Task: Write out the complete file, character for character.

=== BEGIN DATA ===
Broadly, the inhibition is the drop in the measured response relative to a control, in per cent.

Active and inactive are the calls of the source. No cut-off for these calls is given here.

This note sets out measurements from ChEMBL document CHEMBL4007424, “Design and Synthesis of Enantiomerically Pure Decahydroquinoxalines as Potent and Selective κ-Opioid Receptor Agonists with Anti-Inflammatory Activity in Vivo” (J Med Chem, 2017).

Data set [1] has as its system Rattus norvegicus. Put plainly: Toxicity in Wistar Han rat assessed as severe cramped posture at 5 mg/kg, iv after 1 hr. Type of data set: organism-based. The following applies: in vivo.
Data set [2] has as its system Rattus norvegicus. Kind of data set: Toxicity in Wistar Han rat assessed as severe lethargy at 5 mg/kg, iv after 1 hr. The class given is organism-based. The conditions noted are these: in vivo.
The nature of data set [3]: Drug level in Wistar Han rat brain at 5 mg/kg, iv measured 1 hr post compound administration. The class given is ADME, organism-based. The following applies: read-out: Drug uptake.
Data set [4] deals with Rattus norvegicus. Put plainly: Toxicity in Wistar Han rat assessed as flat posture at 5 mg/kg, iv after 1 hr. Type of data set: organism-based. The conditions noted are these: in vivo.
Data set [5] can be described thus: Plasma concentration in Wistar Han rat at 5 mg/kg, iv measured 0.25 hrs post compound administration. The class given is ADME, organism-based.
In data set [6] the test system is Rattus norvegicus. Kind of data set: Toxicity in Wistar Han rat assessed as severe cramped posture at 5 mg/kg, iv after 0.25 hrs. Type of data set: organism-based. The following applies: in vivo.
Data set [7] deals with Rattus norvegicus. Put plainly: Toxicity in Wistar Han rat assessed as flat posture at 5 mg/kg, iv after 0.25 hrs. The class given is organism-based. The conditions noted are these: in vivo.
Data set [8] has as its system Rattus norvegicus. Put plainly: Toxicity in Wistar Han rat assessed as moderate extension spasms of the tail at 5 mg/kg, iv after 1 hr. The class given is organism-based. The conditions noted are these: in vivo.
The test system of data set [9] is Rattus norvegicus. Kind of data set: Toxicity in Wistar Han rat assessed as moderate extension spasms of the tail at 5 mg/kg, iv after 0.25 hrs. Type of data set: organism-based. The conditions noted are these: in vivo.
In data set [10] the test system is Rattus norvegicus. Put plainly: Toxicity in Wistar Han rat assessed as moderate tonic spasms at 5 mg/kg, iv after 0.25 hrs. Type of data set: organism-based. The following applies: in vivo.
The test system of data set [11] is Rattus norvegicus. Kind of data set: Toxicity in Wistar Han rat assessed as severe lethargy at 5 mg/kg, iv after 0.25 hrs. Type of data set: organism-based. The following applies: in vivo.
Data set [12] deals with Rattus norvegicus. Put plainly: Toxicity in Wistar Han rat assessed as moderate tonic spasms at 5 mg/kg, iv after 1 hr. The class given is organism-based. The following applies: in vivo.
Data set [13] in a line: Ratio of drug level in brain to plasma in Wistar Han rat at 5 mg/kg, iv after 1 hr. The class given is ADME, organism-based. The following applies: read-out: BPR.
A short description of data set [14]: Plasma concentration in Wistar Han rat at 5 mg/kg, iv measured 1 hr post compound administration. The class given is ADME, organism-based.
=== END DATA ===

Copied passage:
Broadly, the inhibition is the drop in the measured response relative to a control, in per cent.

Active and inactive are the calls of the source. No cut-off for these calls is given here.

This note sets out measurements from ChEMBL document CHEMBL4007424, “Design and Synthesis of Enantiomerically Pure Decahydroquinoxalines as Potent and Selective κ-Opioid Receptor Agonists with Anti-Inflammatory Activity in Vivo” (J Med Chem, 2017).

Data set [1] has as its system Rattus norvegicus. Put plainly: Toxicity in Wistar Han rat assessed as severe cramped posture at 5 mg/kg, iv after 1 hr. Type of data set: organism-based. The following applies: in vivo.
Data set [2] has as its system Rattus norvegicus. Kind of data set: Toxicity in Wistar Han rat assessed as severe lethargy at 5 mg/kg, iv after 1 hr. The class given is organism-based. The conditions noted are these: in vivo.
The nature of data set [3]: Drug level in Wistar Han rat brain at 5 mg/kg, iv measured 1 hr post compound administration. The class given is ADME, organism-based. The following applies: read-out: Drug uptake.
Data set [4] deals with Rattus norvegicus. Put plainly: Toxicity in Wistar Han rat assessed as flat posture at 5 mg/kg, iv after 1 hr. Type of data set: organism-based. The conditions noted are these: in vivo.
Data set [5] can be described thus: Plasma concentration in Wistar Han rat at 5 mg/kg, iv measured 0.25 hrs post compound administration. The class given is ADME, organism-based.
In data set [6] the test system is Rattus norvegicus. Kind of data set: Toxicity in Wistar Han rat assessed as severe cramped posture at 5 mg/kg, iv after 0.25 hrs. Type of data set: organism-based. The following applies: in vivo.
Data set [7] deals with Rattus norvegicus. Put plainly: Toxicity in Wistar Han rat assessed as flat posture at 5 mg/kg, iv after 0.25 hrs. The class given is organism-based. The conditions noted are these: in vivo.
Data set [8] has as its system Rattus norvegicus. Put plainly: Toxicity in Wistar Han rat assessed as moderate extension spasms of the tail at 5 mg/kg, iv after 1 hr. The class given is organism-based. The conditions noted are these: in vivo.
The test system of data set [9] is Rattus norvegicus. Kind of data set: Toxicity in Wistar Han rat assessed as moderate extension spasms of the tail at 5 mg/kg, iv after 0.25 hrs. Type of data set: organism-based. The conditions noted are these: in vivo.
In data set [10] the test system is Rattus norvegicus. Put plainly: Toxicity in Wistar Han rat assessed as moderate tonic spasms at 5 mg/kg, iv after 0.25 hrs. Type of data set: organism-based. The following applies: in vivo.
The test system of data set [11] is Rattus norvegicus. Kind of data set: Toxicity in Wistar Han rat assessed as severe lethargy at 5 mg/kg, iv after 0.25 hrs. Type of data set: organism-based. The following applies: in vivo.
Data set [12] deals with Rattus norvegicus. Put plainly: Toxicity in Wistar Han rat assessed as moderate tonic spasms at 5 mg/kg, iv after 1 hr. The class given is organism-based. The following applies: in vivo.
Data set [13] in a line: Ratio of drug level in brain to plasma in Wistar Han rat at 5 mg/kg, iv after 1 hr. The class given is ADME, organism-based. The following applies: read-out: BPR.
A short description of data set [14]: Plasma concentration in Wistar Han rat at 5 mg/kg, iv measured 1 hr post compound administration. The class given is ADME, organism-based.